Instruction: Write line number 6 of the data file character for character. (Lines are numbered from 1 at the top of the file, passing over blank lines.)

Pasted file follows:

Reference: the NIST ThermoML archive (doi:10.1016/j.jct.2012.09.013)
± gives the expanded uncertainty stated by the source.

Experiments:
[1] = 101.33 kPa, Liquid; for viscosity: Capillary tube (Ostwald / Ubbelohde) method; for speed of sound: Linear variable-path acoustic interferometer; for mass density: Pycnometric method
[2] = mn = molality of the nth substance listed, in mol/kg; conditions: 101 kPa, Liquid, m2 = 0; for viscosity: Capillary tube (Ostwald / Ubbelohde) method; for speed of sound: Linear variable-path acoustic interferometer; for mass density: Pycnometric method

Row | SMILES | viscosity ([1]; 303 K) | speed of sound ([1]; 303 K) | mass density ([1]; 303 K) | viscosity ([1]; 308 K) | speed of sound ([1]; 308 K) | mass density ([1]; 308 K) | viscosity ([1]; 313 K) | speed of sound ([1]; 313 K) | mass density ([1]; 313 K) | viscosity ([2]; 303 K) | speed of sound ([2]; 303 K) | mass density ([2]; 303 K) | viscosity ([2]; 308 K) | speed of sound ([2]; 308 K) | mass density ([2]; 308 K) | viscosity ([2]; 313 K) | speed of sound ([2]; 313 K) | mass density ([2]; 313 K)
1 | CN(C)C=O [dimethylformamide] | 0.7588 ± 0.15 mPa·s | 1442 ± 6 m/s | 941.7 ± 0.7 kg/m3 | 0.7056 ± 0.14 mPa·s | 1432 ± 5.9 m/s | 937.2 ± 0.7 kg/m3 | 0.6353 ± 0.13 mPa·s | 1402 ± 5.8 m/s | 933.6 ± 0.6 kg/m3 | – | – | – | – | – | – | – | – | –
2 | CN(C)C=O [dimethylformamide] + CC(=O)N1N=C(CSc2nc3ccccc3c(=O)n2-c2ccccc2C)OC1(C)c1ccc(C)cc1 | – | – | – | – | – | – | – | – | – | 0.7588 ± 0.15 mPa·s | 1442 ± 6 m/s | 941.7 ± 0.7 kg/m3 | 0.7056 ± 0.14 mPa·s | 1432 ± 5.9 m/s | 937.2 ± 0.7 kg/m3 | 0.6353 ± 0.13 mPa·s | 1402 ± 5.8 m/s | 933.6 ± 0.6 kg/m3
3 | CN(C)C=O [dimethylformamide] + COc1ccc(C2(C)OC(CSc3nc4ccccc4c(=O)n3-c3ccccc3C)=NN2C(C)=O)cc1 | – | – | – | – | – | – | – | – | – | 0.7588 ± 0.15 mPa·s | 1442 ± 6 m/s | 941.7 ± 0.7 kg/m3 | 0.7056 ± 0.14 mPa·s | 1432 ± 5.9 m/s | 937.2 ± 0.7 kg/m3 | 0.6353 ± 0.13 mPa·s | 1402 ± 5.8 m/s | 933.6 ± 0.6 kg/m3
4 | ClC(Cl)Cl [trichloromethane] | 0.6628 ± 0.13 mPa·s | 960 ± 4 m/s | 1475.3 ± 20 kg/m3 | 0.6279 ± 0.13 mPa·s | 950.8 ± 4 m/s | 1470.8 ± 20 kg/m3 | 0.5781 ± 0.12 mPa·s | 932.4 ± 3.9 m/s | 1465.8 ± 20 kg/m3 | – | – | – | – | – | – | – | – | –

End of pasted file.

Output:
Row | SMILES | viscosity ([1]; 303 K) | speed of sound ([1]; 303 K) | mass density ([1]; 303 K) | viscosity ([1]; 308 K) | speed of sound ([1]; 308 K) | mass density ([1]; 308 K) | viscosity ([1]; 313 K) | speed of sound ([1]; 313 K) | mass density ([1]; 313 K) | viscosity ([2]; 303 K) | speed of sound ([2]; 303 K) | mass density ([2]; 303 K) | viscosity ([2]; 308 K) | speed of sound ([2]; 308 K) | mass density ([2]; 308 K) | viscosity ([2]; 313 K) | speed of sound ([2]; 313 K) | mass density ([2]; 313 K)